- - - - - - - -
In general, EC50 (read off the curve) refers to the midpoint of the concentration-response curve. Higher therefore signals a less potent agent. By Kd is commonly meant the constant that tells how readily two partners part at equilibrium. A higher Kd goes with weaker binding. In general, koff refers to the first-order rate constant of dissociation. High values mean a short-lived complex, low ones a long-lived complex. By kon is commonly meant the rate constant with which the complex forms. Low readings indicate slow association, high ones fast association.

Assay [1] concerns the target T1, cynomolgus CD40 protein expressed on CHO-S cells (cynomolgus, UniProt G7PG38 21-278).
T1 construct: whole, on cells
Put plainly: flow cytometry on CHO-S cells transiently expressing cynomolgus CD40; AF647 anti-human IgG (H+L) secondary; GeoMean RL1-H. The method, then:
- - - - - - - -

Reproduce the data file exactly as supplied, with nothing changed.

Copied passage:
In general, EC50 (read off the curve) refers to the midpoint of the concentration-response curve. Higher therefore signals a less potent agent. By Kd is commonly meant the constant that tells how readily two partners part at equilibrium. A higher Kd goes with weaker binding. In general, koff refers to the first-order rate constant of dissociation. High values mean a short-lived complex, low ones a long-lived complex. By kon is commonly meant the rate constant with which the complex forms. Low readings indicate slow association, high ones fast association.

Assay [1] concerns the target T1, cynomolgus CD40 protein expressed on CHO-S cells (cynomolgus, UniProt G7PG38 21-278).
T1 construct: whole, on cells
Put plainly: flow cytometry on CHO-S cells transiently expressing cynomolgus CD40; AF647 anti-human IgG (H+L) secondary; GeoMean RL1-H. The method, then: